It’s kind of the same in the sense of death mechanics.
    Though it is a lot harder to explain this phenomenan of throwing money bags.

  6. You repair stuff? Why? Because someone broke it. You build defenses? Against who? Against someone who wants to destroy you. You use objects to do something to your opponent or to bring yourself some advantage so you can do something to your opponent :)
    As you can see, even your game is violent. The thing is that there are three types of games, in my oppinion:
    -sports (although some are violent too)
    -kids/girls games (like match-5, bejeweld, etc)
    -big boys games (shoot anything that moves… and anything that doesn’t… and some walls, if they look strange)
    Who do you think will play a knitting game? Or a snoring game? Or a “reading the paper on the loo” game? Just like Dave was saying, people feel the need to do interesting stuff, something that they don’t do in they every day lives. Social rules have taken the violence out of inter-human relations, but we still have it inside. It’s better to let it manifest in a game than keep it all in and then when it overflows you kill your whole class…

  7. As Brian and Alex say, it’s easy to do because the models are already there. Moreover, the mechanics themselves are fairly simple and repetitive – shoot, hit/miss, ASPLOSION! or HP DEDUCTION! or better still, DEATH! Something like repairing is far more complex to model properly, which is why we get ridiculous animations like Team Fortress 2’s “whack it with a spanner” model.

    Look at how rapidly Trauma Center ramps up to being
    incredibly difficult – multiple problems, multiple tools to juggle, each with a different purpose, time limits, inaccurate control mechanisms… it very quickly goes from fun relaxing challenge to OMGWTFBBQ!!!1

    Photography offers a fairly simple non-violent mechanic, used in Beyond Good and Evil and Dead Rising to varying levels of success. Even Dead Rising would unlock the occasional non-violent skill like walking over the zombies’ heads to escape, though I appreciate that it was hardly the main attraction of the game ;)

  8. The 5 year old son of my friend already likes to hit me with swords and sticks, so I think the fun of fighting is learned quite early. Hunting is also fun, and every animal in the nature participates in it, so it’s quite natural that humans need or want to hunt too.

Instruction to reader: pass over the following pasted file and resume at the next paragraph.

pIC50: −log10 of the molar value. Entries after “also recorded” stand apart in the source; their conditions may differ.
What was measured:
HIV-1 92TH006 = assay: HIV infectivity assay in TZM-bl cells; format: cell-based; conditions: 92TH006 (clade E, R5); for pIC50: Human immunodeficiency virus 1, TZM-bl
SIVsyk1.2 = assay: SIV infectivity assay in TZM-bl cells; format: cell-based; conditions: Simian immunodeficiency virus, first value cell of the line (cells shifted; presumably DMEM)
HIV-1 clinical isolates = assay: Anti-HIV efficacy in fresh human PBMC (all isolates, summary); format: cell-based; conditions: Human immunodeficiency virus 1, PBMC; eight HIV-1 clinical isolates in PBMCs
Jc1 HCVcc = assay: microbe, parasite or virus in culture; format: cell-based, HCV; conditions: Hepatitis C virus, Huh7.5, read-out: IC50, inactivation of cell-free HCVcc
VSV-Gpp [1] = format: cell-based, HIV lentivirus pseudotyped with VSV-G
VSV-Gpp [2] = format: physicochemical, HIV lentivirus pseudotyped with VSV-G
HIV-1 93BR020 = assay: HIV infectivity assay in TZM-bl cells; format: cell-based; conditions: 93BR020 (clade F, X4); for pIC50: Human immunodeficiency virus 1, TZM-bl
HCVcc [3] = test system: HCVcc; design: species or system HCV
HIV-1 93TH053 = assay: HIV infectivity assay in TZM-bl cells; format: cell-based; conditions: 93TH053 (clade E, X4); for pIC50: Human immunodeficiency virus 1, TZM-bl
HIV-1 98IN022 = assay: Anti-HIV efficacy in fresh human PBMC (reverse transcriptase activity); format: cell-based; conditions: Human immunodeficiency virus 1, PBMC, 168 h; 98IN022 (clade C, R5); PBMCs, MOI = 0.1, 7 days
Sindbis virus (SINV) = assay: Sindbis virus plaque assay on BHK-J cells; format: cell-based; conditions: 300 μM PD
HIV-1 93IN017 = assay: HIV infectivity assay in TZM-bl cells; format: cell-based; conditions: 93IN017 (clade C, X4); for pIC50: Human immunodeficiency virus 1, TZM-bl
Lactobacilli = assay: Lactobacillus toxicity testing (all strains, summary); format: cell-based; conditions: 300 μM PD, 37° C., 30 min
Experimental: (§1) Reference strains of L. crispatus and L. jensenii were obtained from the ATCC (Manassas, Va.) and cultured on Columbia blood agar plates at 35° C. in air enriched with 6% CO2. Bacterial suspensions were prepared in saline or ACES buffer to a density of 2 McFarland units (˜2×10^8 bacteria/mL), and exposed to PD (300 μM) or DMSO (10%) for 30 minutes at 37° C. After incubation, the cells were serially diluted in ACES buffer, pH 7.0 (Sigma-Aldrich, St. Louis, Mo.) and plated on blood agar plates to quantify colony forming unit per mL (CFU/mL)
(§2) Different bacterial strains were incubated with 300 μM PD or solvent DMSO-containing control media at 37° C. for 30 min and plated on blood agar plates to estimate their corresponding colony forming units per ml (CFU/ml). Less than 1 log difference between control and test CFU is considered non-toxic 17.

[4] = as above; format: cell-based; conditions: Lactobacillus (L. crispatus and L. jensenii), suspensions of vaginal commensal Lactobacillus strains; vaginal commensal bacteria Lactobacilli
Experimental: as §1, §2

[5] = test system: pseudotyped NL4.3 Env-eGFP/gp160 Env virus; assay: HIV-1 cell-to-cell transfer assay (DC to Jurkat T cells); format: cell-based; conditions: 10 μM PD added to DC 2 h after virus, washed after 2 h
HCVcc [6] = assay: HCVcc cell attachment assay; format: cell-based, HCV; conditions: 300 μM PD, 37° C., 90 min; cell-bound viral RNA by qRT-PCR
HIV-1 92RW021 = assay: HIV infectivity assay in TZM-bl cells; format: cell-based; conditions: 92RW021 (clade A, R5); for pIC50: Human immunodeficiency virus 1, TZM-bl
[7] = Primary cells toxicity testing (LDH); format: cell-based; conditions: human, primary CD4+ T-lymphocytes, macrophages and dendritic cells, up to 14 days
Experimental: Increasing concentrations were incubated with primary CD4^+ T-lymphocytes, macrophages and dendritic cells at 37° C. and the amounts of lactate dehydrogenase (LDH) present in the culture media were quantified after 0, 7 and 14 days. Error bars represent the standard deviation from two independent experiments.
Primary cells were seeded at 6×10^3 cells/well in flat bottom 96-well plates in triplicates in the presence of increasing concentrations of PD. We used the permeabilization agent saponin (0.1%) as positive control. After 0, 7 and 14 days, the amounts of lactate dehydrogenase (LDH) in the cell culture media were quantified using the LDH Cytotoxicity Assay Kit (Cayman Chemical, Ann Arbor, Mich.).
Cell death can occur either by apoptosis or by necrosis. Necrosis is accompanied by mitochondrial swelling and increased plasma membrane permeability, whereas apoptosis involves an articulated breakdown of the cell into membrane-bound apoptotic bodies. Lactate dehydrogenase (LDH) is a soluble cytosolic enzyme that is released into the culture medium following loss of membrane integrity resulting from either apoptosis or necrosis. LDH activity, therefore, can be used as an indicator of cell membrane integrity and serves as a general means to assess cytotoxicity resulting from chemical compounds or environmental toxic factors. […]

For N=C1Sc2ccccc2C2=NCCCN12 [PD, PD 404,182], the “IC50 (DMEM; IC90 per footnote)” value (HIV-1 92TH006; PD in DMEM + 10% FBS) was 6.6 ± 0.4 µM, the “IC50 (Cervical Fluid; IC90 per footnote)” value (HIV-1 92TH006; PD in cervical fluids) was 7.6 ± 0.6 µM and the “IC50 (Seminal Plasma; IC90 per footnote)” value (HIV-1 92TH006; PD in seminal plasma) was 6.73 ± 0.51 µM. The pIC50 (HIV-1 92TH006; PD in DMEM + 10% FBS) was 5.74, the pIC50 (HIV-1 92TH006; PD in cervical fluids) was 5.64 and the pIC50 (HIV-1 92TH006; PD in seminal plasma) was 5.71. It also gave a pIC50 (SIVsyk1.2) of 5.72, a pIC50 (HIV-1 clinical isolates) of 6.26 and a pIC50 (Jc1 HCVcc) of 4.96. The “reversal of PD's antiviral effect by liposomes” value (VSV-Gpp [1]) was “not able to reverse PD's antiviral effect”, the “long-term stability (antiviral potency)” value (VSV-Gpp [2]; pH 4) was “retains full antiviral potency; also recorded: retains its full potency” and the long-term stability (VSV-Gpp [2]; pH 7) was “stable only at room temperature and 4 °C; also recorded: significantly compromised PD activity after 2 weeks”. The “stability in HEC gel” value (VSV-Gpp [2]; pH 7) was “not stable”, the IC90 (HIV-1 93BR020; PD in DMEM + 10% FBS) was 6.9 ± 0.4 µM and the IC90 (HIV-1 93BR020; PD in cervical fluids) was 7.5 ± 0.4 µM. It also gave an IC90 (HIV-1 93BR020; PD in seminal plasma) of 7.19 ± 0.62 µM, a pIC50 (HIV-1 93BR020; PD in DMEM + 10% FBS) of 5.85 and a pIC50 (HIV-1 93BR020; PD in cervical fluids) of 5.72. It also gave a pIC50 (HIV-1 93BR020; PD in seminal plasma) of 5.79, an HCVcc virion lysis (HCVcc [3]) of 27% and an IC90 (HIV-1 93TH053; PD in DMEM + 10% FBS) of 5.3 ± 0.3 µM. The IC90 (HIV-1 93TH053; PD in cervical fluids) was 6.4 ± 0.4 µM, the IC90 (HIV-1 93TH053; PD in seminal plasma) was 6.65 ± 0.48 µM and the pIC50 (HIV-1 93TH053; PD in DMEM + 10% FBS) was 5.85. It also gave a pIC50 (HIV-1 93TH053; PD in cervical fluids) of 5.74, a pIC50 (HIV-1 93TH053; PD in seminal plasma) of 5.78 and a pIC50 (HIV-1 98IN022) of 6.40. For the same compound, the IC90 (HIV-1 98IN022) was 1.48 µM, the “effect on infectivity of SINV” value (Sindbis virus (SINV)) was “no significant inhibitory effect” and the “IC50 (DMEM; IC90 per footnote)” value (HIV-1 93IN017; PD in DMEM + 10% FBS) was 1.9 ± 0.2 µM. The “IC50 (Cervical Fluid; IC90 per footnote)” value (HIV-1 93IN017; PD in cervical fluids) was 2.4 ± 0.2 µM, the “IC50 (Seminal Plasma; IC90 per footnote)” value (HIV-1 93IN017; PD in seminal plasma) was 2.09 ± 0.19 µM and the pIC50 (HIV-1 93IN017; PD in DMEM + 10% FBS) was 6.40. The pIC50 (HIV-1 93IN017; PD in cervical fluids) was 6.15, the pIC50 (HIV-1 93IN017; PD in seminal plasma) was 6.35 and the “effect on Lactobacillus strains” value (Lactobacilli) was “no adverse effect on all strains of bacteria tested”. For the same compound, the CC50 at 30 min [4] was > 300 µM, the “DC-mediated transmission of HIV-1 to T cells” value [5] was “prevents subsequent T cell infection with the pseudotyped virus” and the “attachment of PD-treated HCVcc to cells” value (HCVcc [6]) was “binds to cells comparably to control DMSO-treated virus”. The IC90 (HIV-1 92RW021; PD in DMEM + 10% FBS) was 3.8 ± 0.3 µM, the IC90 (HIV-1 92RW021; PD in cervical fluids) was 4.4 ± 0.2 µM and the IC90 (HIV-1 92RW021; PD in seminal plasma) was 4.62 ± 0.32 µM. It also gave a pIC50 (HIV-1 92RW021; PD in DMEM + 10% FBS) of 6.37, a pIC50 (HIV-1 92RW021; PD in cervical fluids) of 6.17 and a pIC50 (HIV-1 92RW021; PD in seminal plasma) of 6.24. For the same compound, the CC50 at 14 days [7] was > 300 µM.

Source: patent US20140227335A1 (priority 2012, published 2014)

9. In real life I fix things pretty much every single day. I rarely get to take a gun and kill zombies though :(

    What I’d be interested to know is do people who have been in real combat situations find some “fun” picking up a gun and shooting bad guys in a videogame? Not to hear about one case of that guy someone know but on a larger scale.

  10. There are a number of reasons. As others have pointed out, combat tends to be spectacular. Especially modern games with their lovingly crafted explosions and other special effects. It’s spectacle, and humans love spectacle.

    It’s also something we’ve modeled mathematically. Math is the language of computers, so anything we implement has to be reduced down to math in some form or another. We might come up with variations of the mechanics, but at the heart the game is still about adding or subtracting numbers from running totals. Reducing non-combat features, like emotions or discussions, to math seems to cheapen them; this is especially true when someone figures out the equations behind the systems and learns to manipulate the system.

    Combat is a high-risk activity that few of us engage in. Alex points out that violence is easy to simulate but “two guys talking in a room” is hard. If I want two guys talking in a room, I’ll go visit my friend and we can do that without a computer. Fighting someone with rocket launchers in an arena? A bit harder to pull off in the offline world…. Fairly easy to do in any number of FPS games, though.

    Combat is easy to do and we’ve pretty much perfected it in games as technology increases. Other activities are harder and usually easier to do off the computer. Therefore, most game are about combat.

  11. Violent conflict is the most direct and spectacular form of conflict. Most games rank about as high as an Arnold flick on the sophistication scale. Consequently, physical violence is the preferred level of discourse.

    Also, violence is easy to simulate in a game. It’s the low hanging fruit. The hard game to make is about two guys talking in a room.

    You’re asking the right questions, but I suggest that you should go further and explore psychological themes, as is befitting in a game about trust and paranoia. Repairing things is still fundamentally about objects.

  12. War, death, violence, guns, etc. are the most obvious credentials of conflict. IMO thoughts about these extremes are just human nature. We are nosey creatures and want to go beyond our limits. Real life does not provide us with such extreme situations (well, maybe somewhere in Africa). But video games do. And they do it well.